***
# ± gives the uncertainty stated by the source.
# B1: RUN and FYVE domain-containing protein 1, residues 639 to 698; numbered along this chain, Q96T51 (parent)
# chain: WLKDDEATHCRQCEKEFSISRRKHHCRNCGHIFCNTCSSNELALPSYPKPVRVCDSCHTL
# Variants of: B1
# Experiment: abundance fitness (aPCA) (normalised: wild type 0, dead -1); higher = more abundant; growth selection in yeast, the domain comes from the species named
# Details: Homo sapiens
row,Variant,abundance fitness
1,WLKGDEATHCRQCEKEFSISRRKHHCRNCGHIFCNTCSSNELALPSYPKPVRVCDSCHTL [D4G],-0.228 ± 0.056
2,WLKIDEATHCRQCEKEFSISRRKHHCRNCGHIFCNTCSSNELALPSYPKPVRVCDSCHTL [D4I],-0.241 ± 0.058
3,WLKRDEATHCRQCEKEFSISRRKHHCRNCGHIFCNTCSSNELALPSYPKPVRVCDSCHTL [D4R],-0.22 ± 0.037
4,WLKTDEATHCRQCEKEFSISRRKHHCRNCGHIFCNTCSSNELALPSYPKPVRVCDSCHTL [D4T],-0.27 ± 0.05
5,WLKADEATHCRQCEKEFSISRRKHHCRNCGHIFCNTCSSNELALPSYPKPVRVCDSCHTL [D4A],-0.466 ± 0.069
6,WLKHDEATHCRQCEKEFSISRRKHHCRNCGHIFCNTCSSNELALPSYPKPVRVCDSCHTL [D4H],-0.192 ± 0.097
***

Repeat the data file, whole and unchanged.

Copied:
# ± gives the uncertainty stated by the source.
# B1: RUN and FYVE domain-containing protein 1, residues 639 to 698; numbered along this chain, Q96T51 (parent)
# chain: WLKDDEATHCRQCEKEFSISRRKHHCRNCGHIFCNTCSSNELALPSYPKPVRVCDSCHTL
# Variants of: B1
# Experiment: abundance fitness (aPCA) (normalised: wild type 0, dead -1); higher = more abundant; growth selection in yeast, the domain comes from the species named
# Details: Homo sapiens
row,Variant,abundance fitness
1,WLKGDEATHCRQCEKEFSISRRKHHCRNCGHIFCNTCSSNELALPSYPKPVRVCDSCHTL [D4G],-0.228 ± 0.056
2,WLKIDEATHCRQCEKEFSISRRKHHCRNCGHIFCNTCSSNELALPSYPKPVRVCDSCHTL [D4I],-0.241 ± 0.058
3,WLKRDEATHCRQCEKEFSISRRKHHCRNCGHIFCNTCSSNELALPSYPKPVRVCDSCHTL [D4R],-0.22 ± 0.037
4,WLKTDEATHCRQCEKEFSISRRKHHCRNCGHIFCNTCSSNELALPSYPKPVRVCDSCHTL [D4T],-0.27 ± 0.05
5,WLKADEATHCRQCEKEFSISRRKHHCRNCGHIFCNTCSSNELALPSYPKPVRVCDSCHTL [D4A],-0.466 ± 0.069
6,WLKHDEATHCRQCEKEFSISRRKHHCRNCGHIFCNTCSSNELALPSYPKPVRVCDSCHTL [D4H],-0.192 ± 0.097